Polls are set to open in Western Australia with Premier Mark McGowan tipped to lead Labor to a victory that could wipe out much of the Liberal opposition.
Voting will commence at more than 700 polling places from 8am local time on Saturday, with the polls set to close at 6pm.
More than 750,000 people had already voted prior to polling day.
With Labor expected to comfortably win a second term, the focus will be on how many seats the already-depleted Liberals manage to save.
A Newspoll published in The Weekend Australian newspaper has Labor leading the Liberals 66 to 34 per cent on a two-party preferred basis.
It would reduce the Liberals to as few as three seats if replicated at the ballot box.
Opposition Leader Zak Kirkup is at risk of becoming the first WA Liberal leader to lose his seat since the 1930s.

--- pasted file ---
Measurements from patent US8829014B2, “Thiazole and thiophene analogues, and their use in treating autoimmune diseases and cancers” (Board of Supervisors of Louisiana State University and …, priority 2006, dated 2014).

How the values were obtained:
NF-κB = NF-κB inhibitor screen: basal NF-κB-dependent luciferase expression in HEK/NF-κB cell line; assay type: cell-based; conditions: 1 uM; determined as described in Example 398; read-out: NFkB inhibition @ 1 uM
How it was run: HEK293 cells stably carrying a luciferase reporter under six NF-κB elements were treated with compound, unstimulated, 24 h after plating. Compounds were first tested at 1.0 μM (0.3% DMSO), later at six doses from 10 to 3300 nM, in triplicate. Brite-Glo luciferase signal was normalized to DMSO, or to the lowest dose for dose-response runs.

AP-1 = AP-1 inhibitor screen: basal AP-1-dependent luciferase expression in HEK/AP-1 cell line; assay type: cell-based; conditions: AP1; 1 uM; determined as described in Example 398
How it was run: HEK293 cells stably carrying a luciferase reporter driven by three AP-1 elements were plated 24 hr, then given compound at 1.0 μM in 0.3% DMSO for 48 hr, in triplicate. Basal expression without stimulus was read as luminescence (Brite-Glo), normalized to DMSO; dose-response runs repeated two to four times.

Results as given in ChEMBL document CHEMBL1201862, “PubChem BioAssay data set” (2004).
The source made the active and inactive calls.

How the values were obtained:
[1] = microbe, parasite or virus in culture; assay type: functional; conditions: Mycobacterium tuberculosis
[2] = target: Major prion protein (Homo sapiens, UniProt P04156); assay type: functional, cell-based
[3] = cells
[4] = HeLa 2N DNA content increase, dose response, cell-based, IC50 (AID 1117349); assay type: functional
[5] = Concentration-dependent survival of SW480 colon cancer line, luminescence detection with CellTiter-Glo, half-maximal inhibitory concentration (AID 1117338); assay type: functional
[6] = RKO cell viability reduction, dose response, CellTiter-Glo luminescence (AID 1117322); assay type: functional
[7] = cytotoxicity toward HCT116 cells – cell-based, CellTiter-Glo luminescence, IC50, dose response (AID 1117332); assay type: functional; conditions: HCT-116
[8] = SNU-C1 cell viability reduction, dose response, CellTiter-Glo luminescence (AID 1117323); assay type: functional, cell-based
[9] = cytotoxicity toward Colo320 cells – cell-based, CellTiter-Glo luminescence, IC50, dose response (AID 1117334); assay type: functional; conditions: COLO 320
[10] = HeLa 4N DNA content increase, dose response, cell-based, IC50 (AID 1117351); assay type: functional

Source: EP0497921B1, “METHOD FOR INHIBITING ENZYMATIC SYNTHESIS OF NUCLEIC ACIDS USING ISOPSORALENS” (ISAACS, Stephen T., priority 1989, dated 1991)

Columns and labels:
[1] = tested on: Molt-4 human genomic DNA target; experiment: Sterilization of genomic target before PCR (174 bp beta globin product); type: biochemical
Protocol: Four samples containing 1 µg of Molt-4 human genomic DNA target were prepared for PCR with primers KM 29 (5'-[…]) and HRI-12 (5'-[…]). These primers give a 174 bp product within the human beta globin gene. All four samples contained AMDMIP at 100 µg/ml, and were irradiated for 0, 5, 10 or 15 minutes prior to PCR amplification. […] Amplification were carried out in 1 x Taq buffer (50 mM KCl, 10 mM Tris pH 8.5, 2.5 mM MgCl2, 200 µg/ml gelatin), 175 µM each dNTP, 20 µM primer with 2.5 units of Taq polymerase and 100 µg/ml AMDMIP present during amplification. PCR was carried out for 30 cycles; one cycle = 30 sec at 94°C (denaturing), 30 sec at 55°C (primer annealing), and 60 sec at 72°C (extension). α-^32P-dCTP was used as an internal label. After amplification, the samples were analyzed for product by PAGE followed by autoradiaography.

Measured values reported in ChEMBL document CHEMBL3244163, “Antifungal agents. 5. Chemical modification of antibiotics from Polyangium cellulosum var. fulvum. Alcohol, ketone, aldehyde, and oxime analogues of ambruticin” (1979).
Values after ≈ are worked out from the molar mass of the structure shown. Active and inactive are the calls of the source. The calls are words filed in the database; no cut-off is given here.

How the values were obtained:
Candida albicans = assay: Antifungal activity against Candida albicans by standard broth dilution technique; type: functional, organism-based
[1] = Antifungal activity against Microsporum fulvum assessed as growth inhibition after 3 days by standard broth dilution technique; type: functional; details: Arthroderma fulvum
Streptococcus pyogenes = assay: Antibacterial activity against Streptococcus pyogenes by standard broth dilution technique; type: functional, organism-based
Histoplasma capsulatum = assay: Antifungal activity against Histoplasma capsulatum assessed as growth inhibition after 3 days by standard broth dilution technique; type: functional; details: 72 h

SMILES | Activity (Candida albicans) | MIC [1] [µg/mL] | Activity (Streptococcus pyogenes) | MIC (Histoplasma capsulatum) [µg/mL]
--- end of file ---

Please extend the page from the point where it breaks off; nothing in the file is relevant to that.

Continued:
The 34-year-old holds the seat of Dawesville by a margin of just 0.8 per cent and has vowed to quit politics if he is voted out.
Such a result would likely spell disaster for other Liberal MPs vying to save their seats.
It would also suggest Mr Kirkup’s decision to concede defeat a fortnight before polling day and warn against giving Labor “total control” was a tactical failure.
Mr Kirkup defended the strategy while campaigning in Dawesville on election eve, saying he was simply levelling with voters.
“We asked West Australians to think about what cost it would be to them and their communities if Labor does get elected with too much power,” he said.
“And I’m very, very sure that as people go to the polls that is something they will think about.”
Mr McGowan visited the marginal Labor seat of Joondalup for his final pitch to voters, saying the government will remain in the sensible centre if re-elected.
“Our government has shown over the last four years that we’re stable, reasonable, sensible people that put in place policies that protect the jobs and health of West Australians,” he said.
“If we’re re-elected, that will continue.”
A Labor source said the party had been expecting Mr Kirkup to survive in Dawesville based on its internal polling.
Labor is confident of adding seats but there is little chance it will gain control of the upper house due to the extra weighting given to regional votes.